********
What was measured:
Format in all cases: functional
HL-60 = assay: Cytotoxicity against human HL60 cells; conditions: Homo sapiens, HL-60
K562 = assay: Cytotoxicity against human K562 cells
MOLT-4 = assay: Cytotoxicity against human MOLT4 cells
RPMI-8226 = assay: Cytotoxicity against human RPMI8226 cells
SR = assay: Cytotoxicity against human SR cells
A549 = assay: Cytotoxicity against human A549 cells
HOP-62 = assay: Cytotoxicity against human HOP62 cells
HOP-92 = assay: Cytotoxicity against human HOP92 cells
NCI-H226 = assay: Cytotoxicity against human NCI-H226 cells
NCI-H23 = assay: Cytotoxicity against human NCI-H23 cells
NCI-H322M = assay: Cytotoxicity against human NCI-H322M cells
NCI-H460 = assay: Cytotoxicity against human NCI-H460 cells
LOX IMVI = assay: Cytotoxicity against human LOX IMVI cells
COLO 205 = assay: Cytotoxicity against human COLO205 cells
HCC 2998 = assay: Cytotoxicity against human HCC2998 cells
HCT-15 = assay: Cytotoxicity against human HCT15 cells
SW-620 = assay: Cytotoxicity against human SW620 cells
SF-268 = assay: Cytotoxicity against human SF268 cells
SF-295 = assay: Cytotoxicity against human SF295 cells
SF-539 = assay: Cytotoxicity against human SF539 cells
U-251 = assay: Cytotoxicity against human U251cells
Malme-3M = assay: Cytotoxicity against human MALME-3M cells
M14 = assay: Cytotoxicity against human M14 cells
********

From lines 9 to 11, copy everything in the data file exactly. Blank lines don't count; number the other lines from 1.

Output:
HOP-62 = assay: Cytotoxicity against human HOP62 cells
HOP-92 = assay: Cytotoxicity against human HOP92 cells
NCI-H226 = assay: Cytotoxicity against human NCI-H226 cells